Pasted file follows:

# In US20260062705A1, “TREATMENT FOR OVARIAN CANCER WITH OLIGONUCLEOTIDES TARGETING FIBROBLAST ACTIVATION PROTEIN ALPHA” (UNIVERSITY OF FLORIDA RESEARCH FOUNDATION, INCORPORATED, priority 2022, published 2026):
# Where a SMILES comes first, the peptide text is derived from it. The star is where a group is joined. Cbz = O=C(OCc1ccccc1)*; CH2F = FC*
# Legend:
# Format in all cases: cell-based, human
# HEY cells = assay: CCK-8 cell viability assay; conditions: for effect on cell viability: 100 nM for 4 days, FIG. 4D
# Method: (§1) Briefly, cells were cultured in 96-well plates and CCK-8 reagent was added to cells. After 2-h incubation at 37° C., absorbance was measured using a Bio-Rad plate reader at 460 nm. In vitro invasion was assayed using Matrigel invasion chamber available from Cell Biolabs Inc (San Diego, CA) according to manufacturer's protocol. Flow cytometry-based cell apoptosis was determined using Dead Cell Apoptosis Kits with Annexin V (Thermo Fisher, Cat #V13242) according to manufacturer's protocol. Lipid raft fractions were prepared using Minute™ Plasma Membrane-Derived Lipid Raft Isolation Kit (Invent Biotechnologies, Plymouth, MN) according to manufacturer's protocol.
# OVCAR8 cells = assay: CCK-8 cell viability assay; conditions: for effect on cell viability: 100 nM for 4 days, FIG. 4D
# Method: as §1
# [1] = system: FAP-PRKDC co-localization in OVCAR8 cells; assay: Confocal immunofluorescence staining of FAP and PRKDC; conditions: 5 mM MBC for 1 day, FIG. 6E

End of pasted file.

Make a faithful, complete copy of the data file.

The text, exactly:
# In US20260062705A1, “TREATMENT FOR OVARIAN CANCER WITH OLIGONUCLEOTIDES TARGETING FIBROBLAST ACTIVATION PROTEIN ALPHA” (UNIVERSITY OF FLORIDA RESEARCH FOUNDATION, INCORPORATED, priority 2022, published 2026):
# Where a SMILES comes first, the peptide text is derived from it. The star is where a group is joined. Cbz = O=C(OCc1ccccc1)*; CH2F = FC*
# Legend:
# Format in all cases: cell-based, human
# HEY cells = assay: CCK-8 cell viability assay; conditions: for effect on cell viability: 100 nM for 4 days, FIG. 4D
# Method: (§1) Briefly, cells were cultured in 96-well plates and CCK-8 reagent was added to cells. After 2-h incubation at 37° C., absorbance was measured using a Bio-Rad plate reader at 460 nm. In vitro invasion was assayed using Matrigel invasion chamber available from Cell Biolabs Inc (San Diego, CA) according to manufacturer's protocol. Flow cytometry-based cell apoptosis was determined using Dead Cell Apoptosis Kits with Annexin V (Thermo Fisher, Cat #V13242) according to manufacturer's protocol. Lipid raft fractions were prepared using Minute™ Plasma Membrane-Derived Lipid Raft Isolation Kit (Invent Biotechnologies, Plymouth, MN) according to manufacturer's protocol.
# OVCAR8 cells = assay: CCK-8 cell viability assay; conditions: for effect on cell viability: 100 nM for 4 days, FIG. 4D
# Method: as §1
# [1] = system: FAP-PRKDC co-localization in OVCAR8 cells; assay: Confocal immunofluorescence staining of FAP and PRKDC; conditions: 5 mM MBC for 1 day, FIG. 6E